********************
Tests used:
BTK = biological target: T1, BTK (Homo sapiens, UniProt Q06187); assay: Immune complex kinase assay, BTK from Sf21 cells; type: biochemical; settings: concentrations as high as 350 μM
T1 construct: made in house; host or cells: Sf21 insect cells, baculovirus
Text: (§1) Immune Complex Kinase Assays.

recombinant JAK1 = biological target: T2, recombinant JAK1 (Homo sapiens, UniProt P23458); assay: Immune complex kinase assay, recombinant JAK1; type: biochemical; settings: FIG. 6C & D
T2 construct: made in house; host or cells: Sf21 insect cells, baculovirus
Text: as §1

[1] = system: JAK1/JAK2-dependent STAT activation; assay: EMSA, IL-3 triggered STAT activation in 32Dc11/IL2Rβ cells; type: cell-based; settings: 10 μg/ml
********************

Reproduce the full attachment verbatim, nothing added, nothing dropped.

Tests used:
BTK = biological target: T1, BTK (Homo sapiens, UniProt Q06187); assay: Immune complex kinase assay, BTK from Sf21 cells; type: biochemical; settings: concentrations as high as 350 μM
T1 construct: made in house; host or cells: Sf21 insect cells, baculovirus
Text: (§1) Immune Complex Kinase Assays.

recombinant JAK1 = biological target: T2, recombinant JAK1 (Homo sapiens, UniProt P23458); assay: Immune complex kinase assay, recombinant JAK1; type: biochemical; settings: FIG. 6C & D
T2 construct: made in house; host or cells: Sf21 insect cells, baculovirus
Text: as §1

[1] = system: JAK1/JAK2-dependent STAT activation; assay: EMSA, IL-3 triggered STAT activation in 32Dc11/IL2Rβ cells; type: cell-based; settings: 10 μg/ml